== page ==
Pronoun - An Overview

What is a Pronoun?

Pronouns are words used as substitute for nouns or noun phrases. Some pronouns can take the place of a clause or a sentence. At times, pronouns are used to stand for unspecified or very general concepts.

What are the Types of Pronouns?

There are six types of pronouns. Below is an overview of each type.

1. Central Pronouns

Central pronouns have a distinction of person (1st, 2nd, and 3rd), gender (masculine, feminine, and nonpersonal), and number (singular and plural).

There are three types of central pronouns: personal, reflexive/intensive, and possessive.

  • You can't blame me if want to earn some money now.
  • We have a lot to discuss, you and I.

2. Reciprocal Pronouns

Reciprocal Pronouns (each other, one another) are compound pronouns that corefer to plural noun phrases. Reciprocity hints more than one participant and a two-way relationship.

  • Ruth and Ralph give presents to each other every Christmas eve.
  • They waged a perpetual war with each other.

3. Demonstrative Pronouns

Demonstrative Pronouns (e.g. this, that, these, those) point out what you are talking about in a sentence.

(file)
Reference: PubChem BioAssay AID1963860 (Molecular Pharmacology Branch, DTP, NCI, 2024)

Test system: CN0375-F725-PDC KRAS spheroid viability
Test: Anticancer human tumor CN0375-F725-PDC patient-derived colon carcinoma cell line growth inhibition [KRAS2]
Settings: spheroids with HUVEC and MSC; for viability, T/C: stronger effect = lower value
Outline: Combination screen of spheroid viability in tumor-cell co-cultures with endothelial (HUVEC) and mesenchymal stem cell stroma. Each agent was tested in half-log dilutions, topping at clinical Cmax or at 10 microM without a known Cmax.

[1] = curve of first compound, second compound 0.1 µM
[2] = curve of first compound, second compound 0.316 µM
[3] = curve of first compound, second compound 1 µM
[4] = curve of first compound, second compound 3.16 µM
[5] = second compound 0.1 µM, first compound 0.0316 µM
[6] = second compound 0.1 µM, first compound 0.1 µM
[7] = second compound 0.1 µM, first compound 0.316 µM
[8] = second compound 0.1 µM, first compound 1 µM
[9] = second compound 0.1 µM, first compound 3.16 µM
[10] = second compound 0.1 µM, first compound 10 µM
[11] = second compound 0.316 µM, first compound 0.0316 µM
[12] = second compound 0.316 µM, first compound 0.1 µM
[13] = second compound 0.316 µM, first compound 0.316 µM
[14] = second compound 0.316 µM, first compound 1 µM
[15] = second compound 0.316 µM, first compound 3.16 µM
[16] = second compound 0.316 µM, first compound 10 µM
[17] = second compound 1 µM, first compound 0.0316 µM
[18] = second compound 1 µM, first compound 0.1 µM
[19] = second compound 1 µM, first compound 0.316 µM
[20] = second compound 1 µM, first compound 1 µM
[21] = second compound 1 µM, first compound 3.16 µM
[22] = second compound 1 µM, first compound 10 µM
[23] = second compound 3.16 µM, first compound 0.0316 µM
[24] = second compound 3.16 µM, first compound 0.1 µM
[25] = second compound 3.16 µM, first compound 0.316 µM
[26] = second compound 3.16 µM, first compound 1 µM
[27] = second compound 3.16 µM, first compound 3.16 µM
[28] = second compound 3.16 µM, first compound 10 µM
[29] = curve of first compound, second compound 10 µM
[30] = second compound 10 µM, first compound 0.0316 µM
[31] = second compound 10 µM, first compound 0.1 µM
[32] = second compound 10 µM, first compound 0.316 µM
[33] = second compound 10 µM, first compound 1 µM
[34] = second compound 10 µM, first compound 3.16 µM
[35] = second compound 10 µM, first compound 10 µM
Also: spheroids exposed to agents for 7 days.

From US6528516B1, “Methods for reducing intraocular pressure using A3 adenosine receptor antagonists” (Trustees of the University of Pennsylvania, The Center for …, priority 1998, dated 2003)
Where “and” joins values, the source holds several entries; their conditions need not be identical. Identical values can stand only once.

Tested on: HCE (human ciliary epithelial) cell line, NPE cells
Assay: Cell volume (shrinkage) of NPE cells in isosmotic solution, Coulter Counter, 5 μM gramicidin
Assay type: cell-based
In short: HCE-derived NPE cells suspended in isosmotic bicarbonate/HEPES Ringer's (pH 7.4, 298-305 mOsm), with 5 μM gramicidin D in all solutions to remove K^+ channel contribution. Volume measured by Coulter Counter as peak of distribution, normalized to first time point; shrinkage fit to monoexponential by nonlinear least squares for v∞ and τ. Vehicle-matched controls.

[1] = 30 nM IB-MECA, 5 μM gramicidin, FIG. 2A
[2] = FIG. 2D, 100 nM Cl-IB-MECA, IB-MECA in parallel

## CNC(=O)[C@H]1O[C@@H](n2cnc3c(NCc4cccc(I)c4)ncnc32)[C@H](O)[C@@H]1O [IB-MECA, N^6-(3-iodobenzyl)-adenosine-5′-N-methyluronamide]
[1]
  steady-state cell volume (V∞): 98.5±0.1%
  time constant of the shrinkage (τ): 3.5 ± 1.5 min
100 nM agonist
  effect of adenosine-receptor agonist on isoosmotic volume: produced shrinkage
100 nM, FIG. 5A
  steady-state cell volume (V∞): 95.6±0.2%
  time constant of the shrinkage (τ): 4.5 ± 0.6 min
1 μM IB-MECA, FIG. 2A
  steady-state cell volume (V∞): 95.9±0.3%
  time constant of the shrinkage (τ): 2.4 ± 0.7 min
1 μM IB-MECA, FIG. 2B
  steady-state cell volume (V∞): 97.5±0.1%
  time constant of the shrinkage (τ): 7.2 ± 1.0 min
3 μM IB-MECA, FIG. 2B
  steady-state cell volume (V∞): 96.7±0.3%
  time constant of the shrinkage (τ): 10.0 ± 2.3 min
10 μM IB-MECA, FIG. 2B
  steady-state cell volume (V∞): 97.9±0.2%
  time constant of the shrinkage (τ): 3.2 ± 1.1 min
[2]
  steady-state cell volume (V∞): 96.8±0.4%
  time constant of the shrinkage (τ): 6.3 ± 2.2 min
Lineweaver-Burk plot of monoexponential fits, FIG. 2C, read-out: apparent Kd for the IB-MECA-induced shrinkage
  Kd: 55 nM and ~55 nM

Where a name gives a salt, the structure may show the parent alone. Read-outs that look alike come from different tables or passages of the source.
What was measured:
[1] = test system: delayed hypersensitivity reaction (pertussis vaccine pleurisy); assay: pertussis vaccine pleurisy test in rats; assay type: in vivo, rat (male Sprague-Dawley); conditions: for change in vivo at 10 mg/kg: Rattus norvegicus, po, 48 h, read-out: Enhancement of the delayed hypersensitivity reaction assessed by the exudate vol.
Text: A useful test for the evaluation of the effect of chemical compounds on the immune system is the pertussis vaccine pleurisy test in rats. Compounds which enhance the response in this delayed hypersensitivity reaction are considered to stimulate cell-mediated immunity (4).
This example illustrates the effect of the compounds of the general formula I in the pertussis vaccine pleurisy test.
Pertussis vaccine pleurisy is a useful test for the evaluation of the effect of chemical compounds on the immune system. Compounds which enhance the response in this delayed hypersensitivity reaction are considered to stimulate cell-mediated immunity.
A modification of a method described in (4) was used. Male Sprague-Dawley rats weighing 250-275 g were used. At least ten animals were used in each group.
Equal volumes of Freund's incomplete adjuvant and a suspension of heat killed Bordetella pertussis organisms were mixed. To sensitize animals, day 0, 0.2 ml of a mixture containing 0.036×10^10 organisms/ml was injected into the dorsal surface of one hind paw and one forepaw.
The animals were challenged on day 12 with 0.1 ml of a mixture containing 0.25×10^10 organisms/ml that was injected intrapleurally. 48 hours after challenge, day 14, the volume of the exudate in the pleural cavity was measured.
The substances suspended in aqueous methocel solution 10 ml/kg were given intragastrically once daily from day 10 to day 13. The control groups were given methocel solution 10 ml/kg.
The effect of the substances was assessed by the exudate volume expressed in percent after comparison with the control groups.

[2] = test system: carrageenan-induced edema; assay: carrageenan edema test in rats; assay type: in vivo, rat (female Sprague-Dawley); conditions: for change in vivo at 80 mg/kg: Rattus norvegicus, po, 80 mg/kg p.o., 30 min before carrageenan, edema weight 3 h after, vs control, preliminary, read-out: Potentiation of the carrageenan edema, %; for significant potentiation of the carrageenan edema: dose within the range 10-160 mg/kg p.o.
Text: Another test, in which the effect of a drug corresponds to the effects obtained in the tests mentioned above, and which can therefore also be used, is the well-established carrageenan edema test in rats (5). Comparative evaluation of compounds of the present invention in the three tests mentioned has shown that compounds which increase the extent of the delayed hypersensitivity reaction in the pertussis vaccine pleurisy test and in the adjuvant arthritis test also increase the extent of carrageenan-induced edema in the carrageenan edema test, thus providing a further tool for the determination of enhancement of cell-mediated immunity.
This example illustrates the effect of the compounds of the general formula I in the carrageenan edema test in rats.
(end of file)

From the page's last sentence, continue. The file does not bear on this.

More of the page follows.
• Those who seek to please everybody please nobody.
  • What respect is shown to old age in these days?

4. Relative Pronouns

Relative Pronouns (e.g. who, whom, which, that) are used before clauses that describe nouns or pronouns.

  • Do not attempt to hide things which cannot be hid.
  • Avoid a remedy that is worse than the disease.

5. Interrogative Pronouns

Interrogative Pronouns (e.g.who, whom, which, what, whomever, etc.) are also called the WH-words of English. 

  • "Who is there?" shouted the doctor, approaching the figure.
  • "What is the most difficult decision you've ever made?"

6. Indefinite Pronouns - Positive and Negative Pronouns

Indefinite pronouns lack the definiteness of the other types of pronouns, thus they are used to refer to unspecified beings, objects, or places.

  • I don't see anything or anybody to be afraid of. 
  • None but those who work are entitled to eat.

Reference: 

 A Comprehensive Grammar of the English Language by Randolph Quirk, Sidney Greenbaum, Geoffrey Leech, and Jan Svartvik (Longman Group Ltd., 1985)

Designed by Neil Yamit